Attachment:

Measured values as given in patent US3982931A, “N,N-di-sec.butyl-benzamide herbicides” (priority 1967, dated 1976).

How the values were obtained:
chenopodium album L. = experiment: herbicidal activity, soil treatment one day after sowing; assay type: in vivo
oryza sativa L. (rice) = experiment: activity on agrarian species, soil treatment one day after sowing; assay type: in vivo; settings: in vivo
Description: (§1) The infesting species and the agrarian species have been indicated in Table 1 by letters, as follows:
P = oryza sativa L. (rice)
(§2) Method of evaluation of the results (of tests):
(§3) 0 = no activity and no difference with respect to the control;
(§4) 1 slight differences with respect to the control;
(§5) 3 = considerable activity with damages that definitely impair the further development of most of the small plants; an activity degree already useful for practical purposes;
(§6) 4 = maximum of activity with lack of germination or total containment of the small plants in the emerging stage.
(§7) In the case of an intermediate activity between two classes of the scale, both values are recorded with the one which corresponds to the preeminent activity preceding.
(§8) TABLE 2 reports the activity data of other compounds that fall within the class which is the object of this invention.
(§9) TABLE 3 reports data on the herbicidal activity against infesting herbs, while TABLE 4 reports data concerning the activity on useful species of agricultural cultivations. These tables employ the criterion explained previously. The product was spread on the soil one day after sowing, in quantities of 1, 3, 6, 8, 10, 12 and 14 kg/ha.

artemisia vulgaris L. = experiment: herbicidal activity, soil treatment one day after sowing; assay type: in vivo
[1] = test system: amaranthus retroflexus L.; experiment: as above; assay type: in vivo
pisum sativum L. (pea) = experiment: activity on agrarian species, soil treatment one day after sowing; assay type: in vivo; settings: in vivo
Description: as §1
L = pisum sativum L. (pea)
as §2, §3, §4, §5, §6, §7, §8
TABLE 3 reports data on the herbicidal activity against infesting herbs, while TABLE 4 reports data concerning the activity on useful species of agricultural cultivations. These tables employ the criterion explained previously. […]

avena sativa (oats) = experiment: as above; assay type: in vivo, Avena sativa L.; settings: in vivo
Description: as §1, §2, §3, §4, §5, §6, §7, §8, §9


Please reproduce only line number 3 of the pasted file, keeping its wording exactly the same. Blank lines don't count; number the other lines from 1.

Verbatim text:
chenopodium album L. = experiment: herbicidal activity, soil treatment one day after sowing; assay type: in vivo